The Breastfeeding Couple: Pacifiers and Breastfeeding

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The Breastfeeding Couple: Topics
Table of Contents
Pre module evaluation
Introduction
Breastfeeding Initiation
Breast Care
New Family
Growth Spurts
Maternal Diet
Returning to Work
Weaning
Post module evaluation
References

The Baby Friendly Hospital Initiative recommends that breastfeeding newborns not be given pacifiers or dummies while in the hospital after birth. See The ten steps to successful breastfeeding. Newborns who need to suck should practice suckling at the breast and the more frequent suckling at the breast will increase prolactin production which will increase breast milk production. Giving term healthy newborns a pacifier while still in the hospital has been associated with stopping of breastfeeding before 6 weeks of age ( Memorize DiGirolamo, 2008 ).

Is the use of pacifiers harmful to breastfeeding? A number of studies of mothers and infants in various countries have attempted to answer this question. Three studies observed mothers and infants from birth and monitored pacifier use until 6 months, 1 year or until breastfeeding ended. These studies were performed in Brazil, New Zealand, and the United States respectively. The results of all three studies were similar. Daily pacifier use starting before 4-6 weeks of age was associated in all three studies with a shortened duration of full breastfeeding (breastfeeding with infrequent use of water, small amounts of juice or tastes of food). Daily pacifier use was also associated with decreased maternal confidence in breastfeeding and concern about poor milk supply. ( Memorize Howard, 2003 , Memorize Victora, 1997 , Memorize Vogel, 2001 ).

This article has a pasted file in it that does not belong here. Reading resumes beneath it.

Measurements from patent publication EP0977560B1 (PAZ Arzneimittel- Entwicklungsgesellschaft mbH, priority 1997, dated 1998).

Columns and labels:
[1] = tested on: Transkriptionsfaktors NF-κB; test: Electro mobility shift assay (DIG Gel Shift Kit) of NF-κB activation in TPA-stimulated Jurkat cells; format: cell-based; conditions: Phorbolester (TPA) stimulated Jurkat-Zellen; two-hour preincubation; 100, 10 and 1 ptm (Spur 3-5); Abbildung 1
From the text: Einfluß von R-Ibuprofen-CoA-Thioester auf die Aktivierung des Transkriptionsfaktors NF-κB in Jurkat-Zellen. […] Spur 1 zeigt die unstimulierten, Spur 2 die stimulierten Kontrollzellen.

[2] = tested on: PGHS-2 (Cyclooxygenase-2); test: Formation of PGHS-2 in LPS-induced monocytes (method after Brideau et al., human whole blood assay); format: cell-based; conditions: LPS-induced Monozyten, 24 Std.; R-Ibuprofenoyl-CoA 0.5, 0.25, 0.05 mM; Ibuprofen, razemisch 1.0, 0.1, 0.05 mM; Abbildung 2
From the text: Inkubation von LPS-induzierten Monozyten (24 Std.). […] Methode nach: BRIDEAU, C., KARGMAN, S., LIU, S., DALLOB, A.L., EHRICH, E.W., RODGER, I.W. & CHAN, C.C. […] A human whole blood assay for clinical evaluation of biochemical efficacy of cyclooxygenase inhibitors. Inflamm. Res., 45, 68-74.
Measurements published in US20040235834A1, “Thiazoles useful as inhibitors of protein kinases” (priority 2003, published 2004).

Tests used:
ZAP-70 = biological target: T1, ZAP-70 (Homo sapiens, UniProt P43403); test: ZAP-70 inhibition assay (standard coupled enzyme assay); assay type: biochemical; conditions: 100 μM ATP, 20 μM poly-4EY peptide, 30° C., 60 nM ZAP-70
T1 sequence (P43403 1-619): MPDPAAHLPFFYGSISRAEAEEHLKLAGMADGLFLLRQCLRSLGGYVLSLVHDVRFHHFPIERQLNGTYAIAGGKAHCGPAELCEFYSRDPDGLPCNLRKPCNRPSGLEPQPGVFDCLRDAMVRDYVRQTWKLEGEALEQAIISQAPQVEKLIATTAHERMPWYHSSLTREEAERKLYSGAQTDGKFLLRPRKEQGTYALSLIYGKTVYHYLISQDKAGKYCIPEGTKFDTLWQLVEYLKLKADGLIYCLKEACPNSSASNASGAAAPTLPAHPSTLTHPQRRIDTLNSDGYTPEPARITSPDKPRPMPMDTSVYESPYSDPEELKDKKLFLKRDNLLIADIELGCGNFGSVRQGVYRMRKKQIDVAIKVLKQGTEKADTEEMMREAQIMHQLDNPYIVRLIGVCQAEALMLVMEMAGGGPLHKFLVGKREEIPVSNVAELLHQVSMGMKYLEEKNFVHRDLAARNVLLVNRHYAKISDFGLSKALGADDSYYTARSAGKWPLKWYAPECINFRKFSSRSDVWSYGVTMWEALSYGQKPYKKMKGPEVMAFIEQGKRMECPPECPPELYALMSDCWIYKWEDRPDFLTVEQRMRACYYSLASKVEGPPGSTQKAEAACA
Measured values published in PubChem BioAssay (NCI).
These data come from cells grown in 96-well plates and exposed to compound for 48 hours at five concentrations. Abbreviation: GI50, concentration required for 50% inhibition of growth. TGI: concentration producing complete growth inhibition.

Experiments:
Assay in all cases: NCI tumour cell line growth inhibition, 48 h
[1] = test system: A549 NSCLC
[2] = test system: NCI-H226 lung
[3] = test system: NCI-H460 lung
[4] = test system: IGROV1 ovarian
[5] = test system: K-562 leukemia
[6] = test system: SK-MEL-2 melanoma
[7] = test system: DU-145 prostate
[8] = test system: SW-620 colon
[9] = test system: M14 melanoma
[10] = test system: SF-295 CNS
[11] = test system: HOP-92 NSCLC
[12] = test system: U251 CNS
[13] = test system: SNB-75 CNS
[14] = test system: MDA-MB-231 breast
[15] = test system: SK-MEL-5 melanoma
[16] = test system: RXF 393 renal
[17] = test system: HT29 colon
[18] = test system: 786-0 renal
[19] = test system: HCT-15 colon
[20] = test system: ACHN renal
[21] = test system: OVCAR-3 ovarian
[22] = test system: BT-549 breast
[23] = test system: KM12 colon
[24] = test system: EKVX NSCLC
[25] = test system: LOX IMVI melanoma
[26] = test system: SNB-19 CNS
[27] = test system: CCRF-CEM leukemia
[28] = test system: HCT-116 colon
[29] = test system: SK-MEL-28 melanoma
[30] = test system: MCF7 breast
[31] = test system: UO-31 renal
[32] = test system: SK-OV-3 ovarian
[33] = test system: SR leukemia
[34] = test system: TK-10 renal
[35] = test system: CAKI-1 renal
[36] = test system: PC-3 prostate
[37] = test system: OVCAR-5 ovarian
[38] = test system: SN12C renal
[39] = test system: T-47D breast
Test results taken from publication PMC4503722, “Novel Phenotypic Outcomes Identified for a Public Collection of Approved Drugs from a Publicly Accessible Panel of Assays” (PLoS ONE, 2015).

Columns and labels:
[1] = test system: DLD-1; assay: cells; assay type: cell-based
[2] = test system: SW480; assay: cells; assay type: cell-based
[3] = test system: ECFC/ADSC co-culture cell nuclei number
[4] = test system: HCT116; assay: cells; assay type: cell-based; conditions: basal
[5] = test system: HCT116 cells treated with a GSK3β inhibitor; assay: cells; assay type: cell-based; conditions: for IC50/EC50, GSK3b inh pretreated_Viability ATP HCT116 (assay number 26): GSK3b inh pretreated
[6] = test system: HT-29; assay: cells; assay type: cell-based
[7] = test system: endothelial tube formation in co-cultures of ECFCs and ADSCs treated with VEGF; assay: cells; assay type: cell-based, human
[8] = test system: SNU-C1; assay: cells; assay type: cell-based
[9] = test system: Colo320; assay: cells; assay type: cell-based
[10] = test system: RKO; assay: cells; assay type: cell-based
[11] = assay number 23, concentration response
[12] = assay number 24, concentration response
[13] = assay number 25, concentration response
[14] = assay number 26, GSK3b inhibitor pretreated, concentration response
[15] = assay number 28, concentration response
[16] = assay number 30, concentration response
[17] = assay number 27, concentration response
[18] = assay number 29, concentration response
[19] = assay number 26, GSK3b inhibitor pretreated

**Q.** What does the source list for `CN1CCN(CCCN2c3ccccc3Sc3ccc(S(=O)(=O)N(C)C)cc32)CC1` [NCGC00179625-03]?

Kramer and associates in Canada randomized a group of 281 women to breastfeeding support (control group) or breastfeeding support and the recommendation of avoidance of pacifier use and the use of alternative means of comforting a crying or fussing infant (experimental group). The mothers in the experimental group had decreased pacifier use 61% versus 84% in the control group. Daily pacifier use was also decreased in the experimental group 41% compared to 56% in the control group. There was no difference between the two groups in exclusive breastfeeding at 3 months (36% in the experimental group and 34% in control group) or in discontinuation of breastfeeding at 3 months (19% in the experimental group versus 18% in the control group). However, when Kramer analyzed the data as an observational study, mothers who used a pacifier daily had increased weaning at 3 months of age (25% versus 13%) ( Memorize Kramer, 2001 ).

The results of these 4 studies all show that early pacifier use is associated with a shorter duration of breastfeeding. Whether early pacifier use is a cause or is only a marker for mothers who are having difficulty with breastfeeding, have decreased confidence in their ability to breastfeed, or desire a short duration of breastfeeding is unknown. Pacifier use beginning after 4 weeks of age does not seem to be associated with a shorter duration of breastfeeding. Mothers who want to breastfeed should avoid giving a pacifier to their baby until breastfeeding is well established or until the baby is about 4 weeks of age.



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